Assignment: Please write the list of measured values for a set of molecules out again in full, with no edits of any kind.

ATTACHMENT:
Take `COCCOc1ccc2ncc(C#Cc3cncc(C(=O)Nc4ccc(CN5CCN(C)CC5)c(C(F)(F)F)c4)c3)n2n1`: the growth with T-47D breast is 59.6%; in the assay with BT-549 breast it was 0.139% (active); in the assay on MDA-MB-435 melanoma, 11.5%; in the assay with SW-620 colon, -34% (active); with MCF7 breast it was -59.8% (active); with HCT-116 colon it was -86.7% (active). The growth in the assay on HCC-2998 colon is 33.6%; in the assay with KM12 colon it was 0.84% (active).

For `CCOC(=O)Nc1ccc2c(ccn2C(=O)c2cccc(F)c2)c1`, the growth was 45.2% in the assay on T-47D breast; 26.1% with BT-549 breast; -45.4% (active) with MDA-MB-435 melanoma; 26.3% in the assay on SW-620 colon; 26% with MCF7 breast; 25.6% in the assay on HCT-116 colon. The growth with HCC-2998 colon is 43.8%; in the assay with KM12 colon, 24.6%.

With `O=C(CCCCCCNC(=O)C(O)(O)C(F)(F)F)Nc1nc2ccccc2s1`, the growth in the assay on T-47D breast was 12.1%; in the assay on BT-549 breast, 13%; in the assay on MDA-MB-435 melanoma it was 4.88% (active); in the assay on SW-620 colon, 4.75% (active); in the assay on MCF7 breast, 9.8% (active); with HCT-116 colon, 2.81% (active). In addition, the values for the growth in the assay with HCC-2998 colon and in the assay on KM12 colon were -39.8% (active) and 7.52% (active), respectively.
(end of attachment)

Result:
Take `COCCOc1ccc2ncc(C#Cc3cncc(C(=O)Nc4ccc(CN5CCN(C)CC5)c(C(F)(F)F)c4)c3)n2n1`: the growth with T-47D breast is 59.6%; in the assay with BT-549 breast it was 0.139% (active); in the assay on MDA-MB-435 melanoma, 11.5%; in the assay with SW-620 colon, -34% (active); with MCF7 breast it was -59.8% (active); with HCT-116 colon it was -86.7% (active). The growth in the assay on HCC-2998 colon is 33.6%; in the assay with KM12 colon it was 0.84% (active).

For `CCOC(=O)Nc1ccc2c(ccn2C(=O)c2cccc(F)c2)c1`, the growth was 45.2% in the assay on T-47D breast; 26.1% with BT-549 breast; -45.4% (active) with MDA-MB-435 melanoma; 26.3% in the assay on SW-620 colon; 26% with MCF7 breast; 25.6% in the assay on HCT-116 colon. The growth with HCC-2998 colon is 43.8%; in the assay with KM12 colon, 24.6%.

With `O=C(CCCCCCNC(=O)C(O)(O)C(F)(F)F)Nc1nc2ccccc2s1`, the growth in the assay on T-47D breast was 12.1%; in the assay on BT-549 breast, 13%; in the assay on MDA-MB-435 melanoma it was 4.88% (active); in the assay on SW-620 colon, 4.75% (active); in the assay on MCF7 breast, 9.8% (active); with HCT-116 colon, 2.81% (active). In addition, the values for the growth in the assay with HCC-2998 colon and in the assay on KM12 colon were -39.8% (active) and 7.52% (active), respectively.